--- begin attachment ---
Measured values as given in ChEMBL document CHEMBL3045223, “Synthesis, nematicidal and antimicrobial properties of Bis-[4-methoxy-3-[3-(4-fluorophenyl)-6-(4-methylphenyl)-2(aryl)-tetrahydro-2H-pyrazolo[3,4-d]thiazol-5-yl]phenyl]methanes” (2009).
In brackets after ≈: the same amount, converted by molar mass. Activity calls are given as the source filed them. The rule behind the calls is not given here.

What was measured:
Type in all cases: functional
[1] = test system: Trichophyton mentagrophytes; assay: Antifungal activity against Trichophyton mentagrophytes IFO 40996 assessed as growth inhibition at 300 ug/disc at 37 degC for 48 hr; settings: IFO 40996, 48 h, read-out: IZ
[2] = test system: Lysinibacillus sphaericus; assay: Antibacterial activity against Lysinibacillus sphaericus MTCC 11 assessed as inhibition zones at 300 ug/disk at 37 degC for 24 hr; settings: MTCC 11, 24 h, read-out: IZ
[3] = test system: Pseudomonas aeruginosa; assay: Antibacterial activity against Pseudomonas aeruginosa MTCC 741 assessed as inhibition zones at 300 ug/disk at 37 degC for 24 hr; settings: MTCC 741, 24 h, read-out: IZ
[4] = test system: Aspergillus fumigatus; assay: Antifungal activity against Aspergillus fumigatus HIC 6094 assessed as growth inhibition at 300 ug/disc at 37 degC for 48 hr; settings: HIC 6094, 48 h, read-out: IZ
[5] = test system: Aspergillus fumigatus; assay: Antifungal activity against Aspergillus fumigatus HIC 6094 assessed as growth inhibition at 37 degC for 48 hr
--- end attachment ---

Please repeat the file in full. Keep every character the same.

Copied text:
Measured values as given in ChEMBL document CHEMBL3045223, “Synthesis, nematicidal and antimicrobial properties of Bis-[4-methoxy-3-[3-(4-fluorophenyl)-6-(4-methylphenyl)-2(aryl)-tetrahydro-2H-pyrazolo[3,4-d]thiazol-5-yl]phenyl]methanes” (2009).
In brackets after ≈: the same amount, converted by molar mass. Activity calls are given as the source filed them. The rule behind the calls is not given here.

What was measured:
Type in all cases: functional
[1] = test system: Trichophyton mentagrophytes; assay: Antifungal activity against Trichophyton mentagrophytes IFO 40996 assessed as growth inhibition at 300 ug/disc at 37 degC for 48 hr; settings: IFO 40996, 48 h, read-out: IZ
[2] = test system: Lysinibacillus sphaericus; assay: Antibacterial activity against Lysinibacillus sphaericus MTCC 11 assessed as inhibition zones at 300 ug/disk at 37 degC for 24 hr; settings: MTCC 11, 24 h, read-out: IZ
[3] = test system: Pseudomonas aeruginosa; assay: Antibacterial activity against Pseudomonas aeruginosa MTCC 741 assessed as inhibition zones at 300 ug/disk at 37 degC for 24 hr; settings: MTCC 741, 24 h, read-out: IZ
[4] = test system: Aspergillus fumigatus; assay: Antifungal activity against Aspergillus fumigatus HIC 6094 assessed as growth inhibition at 300 ug/disc at 37 degC for 48 hr; settings: HIC 6094, 48 h, read-out: IZ
[5] = test system: Aspergillus fumigatus; assay: Antifungal activity against Aspergillus fumigatus HIC 6094 assessed as growth inhibition at 37 degC for 48 hr